468. The Absolution of Vows

67:7 Let’s say that a person accepted upon himself some stringency in a permitted matter so that it should serve as a safeguard for self-control. For example, he fasted during the days of selichos, or he refrained from eating meat and drinking wine for the entire period of three weeks preceding Tisha b’Av. Even if he only did this on one occasion but his intention was to always do so, or if he acted this way three times even though he did not intend to always do so, if he did not specify that he was acting without a vow (“bli neder”) and he wants to go back to his previous practice because he is unwell, he needs to be absolved of a vow. The first step of the absolution process is stating his regret for accepting this practice as a vow. Therefore, if a person wants to accept some stringency in order to help his self-control, he should first state that he does not accept it as a vow. He should also say that his intention is to act this way only on this one occasion or as desired but not all the time.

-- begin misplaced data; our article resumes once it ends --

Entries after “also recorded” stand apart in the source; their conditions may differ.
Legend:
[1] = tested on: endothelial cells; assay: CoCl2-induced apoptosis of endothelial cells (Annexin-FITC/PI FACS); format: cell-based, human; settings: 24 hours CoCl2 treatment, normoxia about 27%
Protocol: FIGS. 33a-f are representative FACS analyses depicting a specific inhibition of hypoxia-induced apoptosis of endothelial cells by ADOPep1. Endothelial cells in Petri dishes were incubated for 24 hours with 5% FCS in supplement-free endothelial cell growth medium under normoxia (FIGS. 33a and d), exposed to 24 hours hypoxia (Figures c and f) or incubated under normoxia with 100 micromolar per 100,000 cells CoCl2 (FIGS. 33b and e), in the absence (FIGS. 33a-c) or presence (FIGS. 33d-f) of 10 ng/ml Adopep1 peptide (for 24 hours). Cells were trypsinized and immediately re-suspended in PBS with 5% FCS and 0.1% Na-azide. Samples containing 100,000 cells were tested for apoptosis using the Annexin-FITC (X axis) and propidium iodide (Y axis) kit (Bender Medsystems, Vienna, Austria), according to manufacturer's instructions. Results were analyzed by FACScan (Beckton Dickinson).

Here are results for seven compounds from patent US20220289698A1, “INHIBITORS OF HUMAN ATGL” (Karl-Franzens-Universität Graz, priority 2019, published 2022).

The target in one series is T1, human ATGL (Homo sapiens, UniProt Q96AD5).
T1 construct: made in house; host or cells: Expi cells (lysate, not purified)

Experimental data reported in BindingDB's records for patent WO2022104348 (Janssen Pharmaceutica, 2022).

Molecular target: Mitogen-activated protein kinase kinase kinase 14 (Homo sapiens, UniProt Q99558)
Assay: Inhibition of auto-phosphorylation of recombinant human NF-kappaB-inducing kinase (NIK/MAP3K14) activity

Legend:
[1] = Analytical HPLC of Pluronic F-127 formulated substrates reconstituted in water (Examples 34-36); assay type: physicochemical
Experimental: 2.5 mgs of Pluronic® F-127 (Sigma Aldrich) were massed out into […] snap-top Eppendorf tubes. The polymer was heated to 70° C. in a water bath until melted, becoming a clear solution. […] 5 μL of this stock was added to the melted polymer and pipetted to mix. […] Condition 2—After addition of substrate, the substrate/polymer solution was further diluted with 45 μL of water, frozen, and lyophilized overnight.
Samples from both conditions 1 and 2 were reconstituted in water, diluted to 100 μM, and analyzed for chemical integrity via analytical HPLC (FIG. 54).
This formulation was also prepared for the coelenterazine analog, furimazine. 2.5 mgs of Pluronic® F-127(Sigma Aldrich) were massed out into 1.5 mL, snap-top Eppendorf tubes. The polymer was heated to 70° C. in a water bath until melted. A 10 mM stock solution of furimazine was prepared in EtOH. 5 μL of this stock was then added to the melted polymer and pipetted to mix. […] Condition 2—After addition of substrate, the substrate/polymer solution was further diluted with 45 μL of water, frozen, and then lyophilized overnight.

67:8 A vow or an oath is absolved by going to three Torah-observant Jews, one of whom is an expert in the laws of vows and who knows which kinds of vows may or may not be nullified and how to do so. This panel then absolves him of the oath or the vow. If a person makes a vow in a dream, it is advisable for him to have it absolved by a panel of ten.

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